Graphs / Diagrams

Red List

Red List Indices for wild relatives of domesticated mammal and bird species, and an aggregated index based on results for both groups. Confidence intervals are shown in grey (these are so narrow as to be barely visible for the RLI for wild relatives of domesticated bird species). Source: McGowan et al, 2018.

Current storyline

The Red List Index (RLI) shows changes in the aggregate extinction risk of sets of species over time. It is an index of the rate at which species move through categories on the IUCN Red List towards or away from extinction. The Red List Index can be disaggregated to show trends in survival probability for subsets of species that are known to be wild relatives of domesticated animal species. It is based on data from the IUCN Red List – the number of species in each Red List category of extinction risk, and the number moving categories between assessments owing to genuine improvement or deterioration in status.

Red List Index value of 1.0 equates to all species being categorized as Least Concern, and hence that none are expected to go extinct in the near future. A Red List Index value of zero indicates that all species have gone extinct. A downwards trend in the graph line (i.e. decreasing Red List Index values) means that the expected rate of species extinctions is increasing i.e. that the rate of biodiversity loss is increasing. Aichi Target 13 and SDG 2.5 calls for the genetic diversity of the wild relatives of farmed and domesticated animals to be maintained. The decline in this Red List Index indicates that this genetic diversity is currently being lost.

The indicator is developed by IUCN and BirdLife International.

Underlying data come from the IUCN Red List, which is developed by IUCN and the Red List Partnership (Arizona State University, BirdLife International, Botanic Gardens Conservation International, Conservation International, NatureServe, Royal Botanic Gardens Kew, Sapienza University of Rome, Texas A&M University, and The Zoological Society of London).

Logos shown are those for Red List Partners who are also BIP partners.

Data and methodology

Coverage:

Global time series (1988 for birds, 1996 for mammals. Aggregate index from 1988)
Regional/National time series (can be calculated using national or regional data)

Global baseline (Birds and mammals been comprehensively assessed)

Regional/National baseline (National RLIs based on assessments of extinction risk are available for a number of taxa and countries – see http://www.iucnredlist.org/about/publication/red-list-index, while many other countries have completed national red lists but not yet repeated these to produce an RLI: see www.nationalredlist.org. Such national RLIs could be disaggregated to produce national RLIs for wild relatives of domesticated species.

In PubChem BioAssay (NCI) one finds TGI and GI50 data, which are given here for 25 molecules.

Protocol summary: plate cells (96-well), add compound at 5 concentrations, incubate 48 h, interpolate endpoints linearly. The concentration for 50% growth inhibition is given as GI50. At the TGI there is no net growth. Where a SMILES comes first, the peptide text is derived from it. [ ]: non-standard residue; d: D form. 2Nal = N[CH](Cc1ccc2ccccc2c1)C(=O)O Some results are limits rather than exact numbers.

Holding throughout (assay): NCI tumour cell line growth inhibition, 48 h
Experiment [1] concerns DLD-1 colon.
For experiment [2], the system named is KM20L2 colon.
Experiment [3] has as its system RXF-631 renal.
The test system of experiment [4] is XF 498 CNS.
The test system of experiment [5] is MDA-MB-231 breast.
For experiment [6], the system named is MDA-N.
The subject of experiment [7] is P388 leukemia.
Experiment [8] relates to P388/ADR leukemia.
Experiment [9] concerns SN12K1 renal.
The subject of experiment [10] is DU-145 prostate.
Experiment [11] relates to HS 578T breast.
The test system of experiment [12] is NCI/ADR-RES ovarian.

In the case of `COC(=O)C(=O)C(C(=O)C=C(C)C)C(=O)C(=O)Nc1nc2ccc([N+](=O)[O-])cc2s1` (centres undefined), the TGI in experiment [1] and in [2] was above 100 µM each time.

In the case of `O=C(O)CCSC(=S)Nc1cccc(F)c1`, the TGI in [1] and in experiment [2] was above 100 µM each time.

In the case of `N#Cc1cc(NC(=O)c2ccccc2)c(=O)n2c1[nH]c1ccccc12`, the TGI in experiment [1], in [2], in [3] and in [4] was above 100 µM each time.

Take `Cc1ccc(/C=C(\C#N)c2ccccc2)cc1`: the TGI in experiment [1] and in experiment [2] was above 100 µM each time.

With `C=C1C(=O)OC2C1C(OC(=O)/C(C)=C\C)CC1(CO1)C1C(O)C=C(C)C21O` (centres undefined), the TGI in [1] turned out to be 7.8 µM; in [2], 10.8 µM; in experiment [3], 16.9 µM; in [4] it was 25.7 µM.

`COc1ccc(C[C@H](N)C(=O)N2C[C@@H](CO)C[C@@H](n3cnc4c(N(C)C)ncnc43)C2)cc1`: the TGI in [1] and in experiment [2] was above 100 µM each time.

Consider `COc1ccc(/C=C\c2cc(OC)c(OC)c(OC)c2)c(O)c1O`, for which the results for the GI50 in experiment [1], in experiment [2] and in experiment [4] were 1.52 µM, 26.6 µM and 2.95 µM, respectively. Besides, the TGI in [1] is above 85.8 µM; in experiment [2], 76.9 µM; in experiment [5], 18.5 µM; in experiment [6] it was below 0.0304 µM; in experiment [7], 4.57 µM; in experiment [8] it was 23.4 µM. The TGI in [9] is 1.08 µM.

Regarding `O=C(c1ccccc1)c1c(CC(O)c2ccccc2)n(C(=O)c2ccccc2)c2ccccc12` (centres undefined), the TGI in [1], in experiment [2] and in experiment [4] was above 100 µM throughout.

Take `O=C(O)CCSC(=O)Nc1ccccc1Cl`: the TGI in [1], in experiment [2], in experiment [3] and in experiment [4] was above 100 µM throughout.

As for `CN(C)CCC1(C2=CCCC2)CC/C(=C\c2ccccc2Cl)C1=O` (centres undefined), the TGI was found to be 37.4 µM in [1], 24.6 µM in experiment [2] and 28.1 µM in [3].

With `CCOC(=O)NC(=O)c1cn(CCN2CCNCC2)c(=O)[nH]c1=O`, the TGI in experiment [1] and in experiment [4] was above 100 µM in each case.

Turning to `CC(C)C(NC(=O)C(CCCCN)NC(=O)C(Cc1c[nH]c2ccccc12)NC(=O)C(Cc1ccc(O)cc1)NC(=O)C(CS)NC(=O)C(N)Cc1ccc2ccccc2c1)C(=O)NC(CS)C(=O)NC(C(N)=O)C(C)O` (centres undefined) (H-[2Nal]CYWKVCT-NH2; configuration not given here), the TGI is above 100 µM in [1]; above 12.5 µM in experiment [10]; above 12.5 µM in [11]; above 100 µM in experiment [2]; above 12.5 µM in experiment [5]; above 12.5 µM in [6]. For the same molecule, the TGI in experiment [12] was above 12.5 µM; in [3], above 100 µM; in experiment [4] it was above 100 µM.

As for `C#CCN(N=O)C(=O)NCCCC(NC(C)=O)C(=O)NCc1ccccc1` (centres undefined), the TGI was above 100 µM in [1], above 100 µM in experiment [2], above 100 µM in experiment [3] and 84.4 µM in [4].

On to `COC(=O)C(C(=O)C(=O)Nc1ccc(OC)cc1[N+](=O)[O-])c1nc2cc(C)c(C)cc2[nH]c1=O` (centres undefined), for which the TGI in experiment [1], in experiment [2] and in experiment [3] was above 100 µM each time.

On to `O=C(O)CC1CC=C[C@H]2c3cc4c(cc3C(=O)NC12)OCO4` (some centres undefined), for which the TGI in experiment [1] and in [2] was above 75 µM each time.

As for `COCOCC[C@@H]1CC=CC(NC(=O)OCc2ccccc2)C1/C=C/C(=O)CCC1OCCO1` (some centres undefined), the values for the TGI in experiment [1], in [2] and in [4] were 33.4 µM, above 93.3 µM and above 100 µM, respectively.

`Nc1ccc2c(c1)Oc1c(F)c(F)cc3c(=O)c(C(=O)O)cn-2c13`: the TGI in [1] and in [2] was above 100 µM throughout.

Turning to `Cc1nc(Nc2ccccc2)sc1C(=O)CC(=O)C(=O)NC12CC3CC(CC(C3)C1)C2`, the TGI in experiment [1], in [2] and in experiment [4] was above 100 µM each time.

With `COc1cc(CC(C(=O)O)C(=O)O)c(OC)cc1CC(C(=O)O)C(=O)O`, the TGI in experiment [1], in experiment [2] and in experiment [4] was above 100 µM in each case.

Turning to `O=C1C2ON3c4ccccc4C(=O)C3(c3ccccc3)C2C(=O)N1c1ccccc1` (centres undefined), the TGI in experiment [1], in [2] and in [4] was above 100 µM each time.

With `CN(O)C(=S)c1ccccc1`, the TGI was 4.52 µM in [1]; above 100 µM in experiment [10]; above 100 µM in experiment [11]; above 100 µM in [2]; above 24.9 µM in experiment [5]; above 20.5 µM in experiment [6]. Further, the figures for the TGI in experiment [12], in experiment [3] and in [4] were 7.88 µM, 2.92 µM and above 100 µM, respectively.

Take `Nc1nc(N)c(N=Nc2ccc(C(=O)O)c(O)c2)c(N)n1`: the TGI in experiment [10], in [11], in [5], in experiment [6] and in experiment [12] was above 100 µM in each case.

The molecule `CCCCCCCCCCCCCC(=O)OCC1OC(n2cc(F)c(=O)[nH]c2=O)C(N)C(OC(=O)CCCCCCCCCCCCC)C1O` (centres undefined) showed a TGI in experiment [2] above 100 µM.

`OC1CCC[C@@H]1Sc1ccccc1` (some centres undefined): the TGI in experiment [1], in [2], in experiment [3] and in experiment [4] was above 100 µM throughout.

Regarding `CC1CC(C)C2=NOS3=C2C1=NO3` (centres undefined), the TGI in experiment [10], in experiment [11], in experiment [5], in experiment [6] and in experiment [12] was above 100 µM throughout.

Scale: Aggregated from species level data which may be collected nationally, regionally and/or globally.

Time series available: 1980 –2016.

Next planned update: Updates are released periodically. The next will be 2019 for mammals and 2020 for birds.

Possible disaggregations: This indicator is a disaggregation of the Red List Index.

Methodology: The RLI is well-established as a biodiversity indicator. This version has been recently developed and published in Mc Gowan et al 2018.

National use of indicator

This version of the RLI is based only on data for birds and mammals that are wild relatives of domesticated species. As this represents a more restricted subset of the global RLI dataset, in many countries there may be insufficient data for a meaningful index to be disaggregated at the national scale. In such cases it is better to calculate the index based on repeated assessments of national extinction risk based on national Red Lists, if these are available.

Those interested in producing this indicator at the national or regional level can email Stuart Butchart (Stuart.butchart@birdlife.org).

Further resources

Key indicator facts

Indicator type

State

Applicable for national use

Yes (find out more)

Indicator classification

Operational and included in the CBD's list of indicators

Indicator type

State

Applicable for national use

Yes (find out more)

Indicator classification

Operational and included in the CBD's list of indicators

Last update

2018

Coverage

Global

Availability

Data freely available

Partners

Nslogocolortagtrans

NatureServe

Kew logo 2015 k

Kew Gardens

Iucn logo en

IUCN

Zsl logo stacked cmyk

Zoological Society of London

Birdlife aug2013

BirdLife International